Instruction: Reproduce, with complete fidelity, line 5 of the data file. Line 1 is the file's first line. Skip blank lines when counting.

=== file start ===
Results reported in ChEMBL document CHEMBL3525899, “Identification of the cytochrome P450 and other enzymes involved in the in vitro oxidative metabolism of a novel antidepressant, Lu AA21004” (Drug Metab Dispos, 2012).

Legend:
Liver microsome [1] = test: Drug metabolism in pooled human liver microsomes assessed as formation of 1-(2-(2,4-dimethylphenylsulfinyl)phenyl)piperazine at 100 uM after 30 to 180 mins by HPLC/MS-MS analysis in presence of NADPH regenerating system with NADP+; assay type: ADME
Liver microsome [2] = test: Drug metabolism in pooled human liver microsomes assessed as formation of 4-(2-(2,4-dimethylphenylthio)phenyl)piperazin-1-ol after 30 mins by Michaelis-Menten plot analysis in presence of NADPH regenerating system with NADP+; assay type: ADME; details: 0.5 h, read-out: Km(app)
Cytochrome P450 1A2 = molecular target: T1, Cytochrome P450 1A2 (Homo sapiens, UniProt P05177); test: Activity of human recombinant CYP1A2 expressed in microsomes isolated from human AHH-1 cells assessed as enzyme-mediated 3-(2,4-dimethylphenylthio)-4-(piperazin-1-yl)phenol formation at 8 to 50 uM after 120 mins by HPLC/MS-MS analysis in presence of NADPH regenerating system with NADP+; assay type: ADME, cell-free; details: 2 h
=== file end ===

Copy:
Cytochrome P450 1A2 = molecular target: T1, Cytochrome P450 1A2 (Homo sapiens, UniProt P05177); test: Activity of human recombinant CYP1A2 expressed in microsomes isolated from human AHH-1 cells assessed as enzyme-mediated 3-(2,4-dimethylphenylthio)-4-(piperazin-1-yl)phenol formation at 8 to 50 uM after 120 mins by HPLC/MS-MS analysis in presence of NADPH regenerating system with NADP+; assay type: ADME, cell-free; details: 2 h